Detection of tactile inputs in the rat vibrissa pathway


The rapid detection of sensory inputs is crucial for survival. Sensory detection explicitly requires the integration of incoming sensory information and the ability to distinguish between relevant information and ongoing neural activity. In this study, head-fixed rats were trained to detect the presence of a brief deflection of their whiskers resulting from a focused puff of air. The animals showed a monotonic increase in response probability and a decrease in reaction time with increased stimulus strength. High-speed video analysis of whisker motion revealed that animals were more likely to detect the stimulus during periods of reduced self-induced motion of the whiskers, thereby allowing the stimulus-induced whisker motion to exceed the ongoing noise. In parallel, we used voltage sensitive dye (VSD) imaging of barrel cortex in anesthetized rats receiving the same stimulus set as those in the behavioral portion of this study to assess candidate codes that make use of the full spatiotemporal representation and to compare variability in the trial-by-trial nature of the cortical response and the corresponding variability in the behavioral response. By application of an accumulating evidence framework to the population cortical activity measured in separate animals, a strong correspondence was made between the behavioral output and the neural signaling, in terms of both the response probabilities and the reaction times. Taken together, the results here provide evidence for detection performance that is strongly reliant on the relative strength of signal versus noise, with strong correspondence between behavior and parallel electrophysiological findings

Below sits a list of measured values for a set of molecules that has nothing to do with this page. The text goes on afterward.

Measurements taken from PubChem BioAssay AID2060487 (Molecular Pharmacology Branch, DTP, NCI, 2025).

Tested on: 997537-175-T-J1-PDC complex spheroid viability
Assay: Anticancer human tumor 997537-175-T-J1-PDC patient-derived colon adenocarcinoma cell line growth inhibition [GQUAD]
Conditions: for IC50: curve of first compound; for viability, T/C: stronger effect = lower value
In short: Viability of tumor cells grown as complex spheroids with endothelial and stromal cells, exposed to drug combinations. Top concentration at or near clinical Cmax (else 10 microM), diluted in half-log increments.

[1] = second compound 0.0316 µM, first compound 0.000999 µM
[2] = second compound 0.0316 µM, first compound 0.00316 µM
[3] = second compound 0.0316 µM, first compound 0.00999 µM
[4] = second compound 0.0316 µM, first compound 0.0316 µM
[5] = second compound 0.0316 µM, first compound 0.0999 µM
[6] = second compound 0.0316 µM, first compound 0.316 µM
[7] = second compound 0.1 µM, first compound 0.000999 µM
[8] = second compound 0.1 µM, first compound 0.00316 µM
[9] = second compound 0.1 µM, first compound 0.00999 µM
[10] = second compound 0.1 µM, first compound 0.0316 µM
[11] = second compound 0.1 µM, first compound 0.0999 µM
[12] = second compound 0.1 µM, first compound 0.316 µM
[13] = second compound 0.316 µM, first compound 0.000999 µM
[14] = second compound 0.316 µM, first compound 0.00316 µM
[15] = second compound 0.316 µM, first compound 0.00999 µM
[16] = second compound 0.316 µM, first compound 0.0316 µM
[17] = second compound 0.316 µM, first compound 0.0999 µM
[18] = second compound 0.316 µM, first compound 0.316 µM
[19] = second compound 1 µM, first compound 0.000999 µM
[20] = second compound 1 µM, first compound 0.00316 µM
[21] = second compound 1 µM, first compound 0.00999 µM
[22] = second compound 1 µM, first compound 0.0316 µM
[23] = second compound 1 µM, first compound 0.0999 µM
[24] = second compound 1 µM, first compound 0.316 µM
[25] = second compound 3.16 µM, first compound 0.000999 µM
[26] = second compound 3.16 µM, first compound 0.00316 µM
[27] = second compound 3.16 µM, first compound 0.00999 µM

Journal of Neurophysiology